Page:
Camelot Education’s Chester Upland Academy Team Member Organizes Street Cleanups, Demonstrates Civic Pride

 In Camelot Blog

It started as an anti-litter project on the west side of Chester. A few months later, Kristie Barnes and her co-organizers have launched Chester Sweeps. This season-long initiative attracted elected officials and dozens of volunteers and plans to expand in 2021.

Barnes—who worked on the effort with Me’Chelle Gadson, of Chester Uplifting Program, and Carol Kazeem, who runs ACEO Inc.—says community events are far more than cleaning trash and litter off the streets; they’re about demonstrating a sense of pride in the city the residents call home. “It started as an initiative targeting heavy litter near the end of June,” Barnes said. “We came together to make it happen.”

Barnes is the director of student services at Camelot Education’s Chester Upland Academy (CUA), where she helps students realize post-secondary opportunities and connects them with valuable community resources. She hosts weekly group discussions with students that include workforce development, the college application process, and best practices for SAT prep. Additionally, Barnes also runs her own nonprofit, Unapologetically Speaking.

After a successful first cleanup in June, the organizers decided to continue it the following weekend—and then again the weekend after that. “We decided to divide the city up into sections for cleanups and started with about 25 people,” Barnes said. “The idea was to get residents to hold themselves accountable for their neighborhoods and change the narrative of Chester.”

“There was just so much trash and debris around the city because of the pandemic—much more than usual,” added co-organizer Gadson, whose Chester Uplifting Program supports Chester communities through arts and culture, commerce, educational enhancements, and general goodwill. “We just felt we had to do something about it.”

The final Chester Sweeps event of the season, which included roughly 50 participants, took place on Oct. 31, followed by a fall festival and Halloween event at which participants celebrated their efforts. Throughout the 11 events, volunteers came from all over, including U.S. Rep. Mary Gay Scanlon, who represents Pennsylvania’s 5th District, and other elected officials.

“The one scheduled for Halloween was extra special for the kids,” said Barnes, who noted that it was a chance for kids to have a pandemic-safe celebration. For their “Trunk Treat,” participants adorned their car trunks with Halloween decorations and put out games, treats, and finger foods.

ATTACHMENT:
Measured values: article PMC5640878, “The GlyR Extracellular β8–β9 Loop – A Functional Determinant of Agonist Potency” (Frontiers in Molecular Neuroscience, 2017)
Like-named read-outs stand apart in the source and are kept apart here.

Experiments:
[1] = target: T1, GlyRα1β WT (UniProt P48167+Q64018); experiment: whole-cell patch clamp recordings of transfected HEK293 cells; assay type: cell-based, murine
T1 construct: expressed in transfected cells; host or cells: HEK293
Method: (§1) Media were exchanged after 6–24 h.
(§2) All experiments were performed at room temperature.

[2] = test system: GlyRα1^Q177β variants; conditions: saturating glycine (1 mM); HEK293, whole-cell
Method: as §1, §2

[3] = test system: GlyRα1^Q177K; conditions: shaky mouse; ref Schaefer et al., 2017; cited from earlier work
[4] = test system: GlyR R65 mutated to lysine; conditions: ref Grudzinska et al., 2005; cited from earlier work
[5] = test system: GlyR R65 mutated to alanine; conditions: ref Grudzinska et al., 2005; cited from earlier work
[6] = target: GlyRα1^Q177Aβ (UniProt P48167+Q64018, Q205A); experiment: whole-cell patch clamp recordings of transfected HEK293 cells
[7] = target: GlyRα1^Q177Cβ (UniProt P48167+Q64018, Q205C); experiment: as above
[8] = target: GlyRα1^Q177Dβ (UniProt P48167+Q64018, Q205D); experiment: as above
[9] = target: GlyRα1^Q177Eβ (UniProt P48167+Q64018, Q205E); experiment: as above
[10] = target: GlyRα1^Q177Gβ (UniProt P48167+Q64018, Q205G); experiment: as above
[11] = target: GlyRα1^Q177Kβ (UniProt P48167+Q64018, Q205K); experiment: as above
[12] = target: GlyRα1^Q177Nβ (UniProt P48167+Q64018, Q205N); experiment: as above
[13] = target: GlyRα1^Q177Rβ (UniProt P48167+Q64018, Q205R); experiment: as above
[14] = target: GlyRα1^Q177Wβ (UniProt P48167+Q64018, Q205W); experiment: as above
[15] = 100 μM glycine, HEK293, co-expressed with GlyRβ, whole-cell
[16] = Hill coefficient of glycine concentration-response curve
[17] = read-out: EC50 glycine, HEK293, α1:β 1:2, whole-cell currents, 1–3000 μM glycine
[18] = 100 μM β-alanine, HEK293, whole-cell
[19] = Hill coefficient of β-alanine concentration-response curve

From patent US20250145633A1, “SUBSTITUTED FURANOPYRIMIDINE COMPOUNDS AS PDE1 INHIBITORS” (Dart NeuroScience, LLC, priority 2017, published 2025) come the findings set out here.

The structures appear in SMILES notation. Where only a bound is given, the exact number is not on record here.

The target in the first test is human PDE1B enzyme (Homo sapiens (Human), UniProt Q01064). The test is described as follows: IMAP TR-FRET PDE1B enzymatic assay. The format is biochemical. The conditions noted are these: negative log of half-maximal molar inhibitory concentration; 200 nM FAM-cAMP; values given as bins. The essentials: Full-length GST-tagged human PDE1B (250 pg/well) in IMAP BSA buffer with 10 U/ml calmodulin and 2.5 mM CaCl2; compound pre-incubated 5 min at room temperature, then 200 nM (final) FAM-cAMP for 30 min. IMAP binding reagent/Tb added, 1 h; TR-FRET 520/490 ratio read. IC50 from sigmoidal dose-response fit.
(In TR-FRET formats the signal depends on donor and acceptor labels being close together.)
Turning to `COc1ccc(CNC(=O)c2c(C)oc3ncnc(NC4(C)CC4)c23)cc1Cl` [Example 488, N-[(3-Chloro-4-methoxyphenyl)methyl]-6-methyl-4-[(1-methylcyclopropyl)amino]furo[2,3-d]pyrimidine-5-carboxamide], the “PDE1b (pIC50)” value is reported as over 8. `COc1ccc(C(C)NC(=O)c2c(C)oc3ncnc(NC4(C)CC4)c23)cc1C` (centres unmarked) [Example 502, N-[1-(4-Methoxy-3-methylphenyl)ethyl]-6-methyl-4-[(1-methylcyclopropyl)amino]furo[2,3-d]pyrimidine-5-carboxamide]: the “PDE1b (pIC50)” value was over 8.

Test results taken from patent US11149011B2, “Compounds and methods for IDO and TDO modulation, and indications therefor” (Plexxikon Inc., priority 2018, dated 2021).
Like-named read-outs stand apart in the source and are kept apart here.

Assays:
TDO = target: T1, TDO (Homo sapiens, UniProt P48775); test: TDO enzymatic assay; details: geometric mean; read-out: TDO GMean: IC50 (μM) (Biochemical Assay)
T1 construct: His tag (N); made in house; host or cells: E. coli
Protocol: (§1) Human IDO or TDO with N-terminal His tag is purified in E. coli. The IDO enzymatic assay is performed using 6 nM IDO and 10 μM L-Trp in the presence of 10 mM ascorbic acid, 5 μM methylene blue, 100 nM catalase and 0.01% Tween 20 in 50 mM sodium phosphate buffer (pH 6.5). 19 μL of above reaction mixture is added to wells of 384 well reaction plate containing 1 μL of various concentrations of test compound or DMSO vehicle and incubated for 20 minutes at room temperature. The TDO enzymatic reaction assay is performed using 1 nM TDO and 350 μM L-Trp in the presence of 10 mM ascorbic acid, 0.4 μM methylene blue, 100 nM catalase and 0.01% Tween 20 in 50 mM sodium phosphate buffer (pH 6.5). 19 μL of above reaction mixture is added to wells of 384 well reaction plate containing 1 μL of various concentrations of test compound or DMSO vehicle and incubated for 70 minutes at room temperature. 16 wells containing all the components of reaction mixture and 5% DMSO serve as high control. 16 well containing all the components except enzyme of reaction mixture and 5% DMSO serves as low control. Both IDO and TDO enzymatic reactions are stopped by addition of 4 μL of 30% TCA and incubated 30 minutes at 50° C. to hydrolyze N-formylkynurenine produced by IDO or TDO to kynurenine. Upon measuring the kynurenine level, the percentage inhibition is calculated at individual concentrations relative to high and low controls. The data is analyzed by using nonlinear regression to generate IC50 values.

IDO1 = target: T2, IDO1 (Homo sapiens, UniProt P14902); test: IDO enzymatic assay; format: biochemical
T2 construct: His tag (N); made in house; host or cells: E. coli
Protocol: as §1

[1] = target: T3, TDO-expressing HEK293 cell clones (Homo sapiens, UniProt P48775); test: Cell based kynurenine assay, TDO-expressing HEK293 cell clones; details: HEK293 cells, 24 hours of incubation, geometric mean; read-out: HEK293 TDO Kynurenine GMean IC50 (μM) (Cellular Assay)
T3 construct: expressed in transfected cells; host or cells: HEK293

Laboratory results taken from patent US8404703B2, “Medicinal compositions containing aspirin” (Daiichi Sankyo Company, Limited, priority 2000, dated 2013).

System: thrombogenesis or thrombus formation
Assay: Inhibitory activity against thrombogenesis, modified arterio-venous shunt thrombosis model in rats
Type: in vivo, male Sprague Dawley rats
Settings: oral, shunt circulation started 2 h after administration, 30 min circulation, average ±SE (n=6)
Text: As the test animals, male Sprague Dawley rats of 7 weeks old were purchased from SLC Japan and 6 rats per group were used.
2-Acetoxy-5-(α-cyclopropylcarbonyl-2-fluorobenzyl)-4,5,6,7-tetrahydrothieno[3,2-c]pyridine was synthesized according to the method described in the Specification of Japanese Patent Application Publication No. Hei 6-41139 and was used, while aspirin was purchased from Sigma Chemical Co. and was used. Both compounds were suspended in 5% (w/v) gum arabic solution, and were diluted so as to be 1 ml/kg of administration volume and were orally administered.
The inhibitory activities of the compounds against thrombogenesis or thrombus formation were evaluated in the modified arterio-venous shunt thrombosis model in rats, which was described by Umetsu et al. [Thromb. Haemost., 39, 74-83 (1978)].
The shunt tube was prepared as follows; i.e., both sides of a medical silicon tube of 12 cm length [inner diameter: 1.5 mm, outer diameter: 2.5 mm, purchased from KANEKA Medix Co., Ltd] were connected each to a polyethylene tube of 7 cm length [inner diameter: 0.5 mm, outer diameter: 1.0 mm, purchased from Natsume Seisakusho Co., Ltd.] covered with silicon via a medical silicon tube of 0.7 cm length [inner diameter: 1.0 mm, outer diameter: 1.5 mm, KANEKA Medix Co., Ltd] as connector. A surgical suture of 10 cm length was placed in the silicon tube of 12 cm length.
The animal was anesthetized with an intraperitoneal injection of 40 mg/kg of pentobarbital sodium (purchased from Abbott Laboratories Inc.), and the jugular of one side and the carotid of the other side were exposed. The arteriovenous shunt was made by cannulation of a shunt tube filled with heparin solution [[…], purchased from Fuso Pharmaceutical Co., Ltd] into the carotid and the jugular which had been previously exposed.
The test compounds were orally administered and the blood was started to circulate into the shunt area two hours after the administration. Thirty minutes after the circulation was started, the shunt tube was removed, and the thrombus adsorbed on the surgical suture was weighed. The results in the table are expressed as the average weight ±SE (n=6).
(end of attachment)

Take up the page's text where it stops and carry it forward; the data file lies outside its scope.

By day, Barnes works at CUA in partnership with the Chester Upland School District. CUA operates two distinct programs for students within the school district. The first is an accelerated instructional program for students in grades 9-to-12 who are at risk of dropping out of high school. Students in this program work at an accelerated pace to earn their high school diplomas using the same standards, curricula, and third-party assessments the school district relies on. The second program within CUA is an Alternative Education for Disruptive Youth (AEDY) program, which works with students in grades 6-to-12 who have experienced disciplinary violations in their home schools. This program’s objective helps students develop coping and problem-solving skills and identify and implement solutions to help them focus on learning, so they return to their home schools with improved behavior, attendance, and academic performance.

“Ms. Barnes is very dedicated to the students of Camelot Chester as well as the city of Chester,” said Daniel Peticca, executive director of Camelot Chester. “Ms. Barnes makes herself available seven days a week and well after school hours to help support the students, whether it is with life decisions, post-secondary planning, or just to be a shoulder to lean on.”

And her work on community cleanups is expanding as well. Plans are already underway to kick off a new season of Chester Sweeps in spring 2021.

“Since the response from the volunteers and the community has been so enthusiastic, we’re going to take this initiative up next year starting in April,” said co-organizer Me’Chelle Gadson. “We can’t wait to get the second round underway. When people see initiatives like this and positive actions that continue to happen, it inspires them to get involved and put their energy and strength behind it. That’s how we can work together to make life better for everyone.”

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